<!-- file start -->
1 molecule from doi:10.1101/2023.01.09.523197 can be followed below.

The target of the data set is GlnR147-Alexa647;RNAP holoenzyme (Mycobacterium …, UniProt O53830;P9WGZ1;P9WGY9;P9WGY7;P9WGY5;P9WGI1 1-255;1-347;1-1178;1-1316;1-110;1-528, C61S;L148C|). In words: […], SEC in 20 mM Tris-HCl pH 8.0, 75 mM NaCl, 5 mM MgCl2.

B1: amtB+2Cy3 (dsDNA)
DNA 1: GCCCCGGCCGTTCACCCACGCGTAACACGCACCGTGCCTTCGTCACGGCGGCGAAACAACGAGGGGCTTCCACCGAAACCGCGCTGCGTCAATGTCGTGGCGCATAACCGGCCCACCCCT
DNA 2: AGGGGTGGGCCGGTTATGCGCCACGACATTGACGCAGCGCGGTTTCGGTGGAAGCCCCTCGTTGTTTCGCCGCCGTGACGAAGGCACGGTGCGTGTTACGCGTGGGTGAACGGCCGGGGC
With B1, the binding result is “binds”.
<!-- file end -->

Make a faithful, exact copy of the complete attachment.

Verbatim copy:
1 molecule from doi:10.1101/2023.01.09.523197 can be followed below.

The target of the data set is GlnR147-Alexa647;RNAP holoenzyme (Mycobacterium …, UniProt O53830;P9WGZ1;P9WGY9;P9WGY7;P9WGY5;P9WGI1 1-255;1-347;1-1178;1-1316;1-110;1-528, C61S;L148C|). In words: […], SEC in 20 mM Tris-HCl pH 8.0, 75 mM NaCl, 5 mM MgCl2.

B1: amtB+2Cy3 (dsDNA)
DNA 1: GCCCCGGCCGTTCACCCACGCGTAACACGCACCGTGCCTTCGTCACGGCGGCGAAACAACGAGGGGCTTCCACCGAAACCGCGCTGCGTCAATGTCGTGGCGCATAACCGGCCCACCCCT
DNA 2: AGGGGTGGGCCGGTTATGCGCCACGACATTGACGCAGCGCGGTTTCGGTGGAAGCCCCTCGTTGTTTCGCCGCCGTGACGAAGGCACGGTGCGTGTTACGCGTGGGTGAACGGCCGGGGC
With B1, the binding result is “binds”.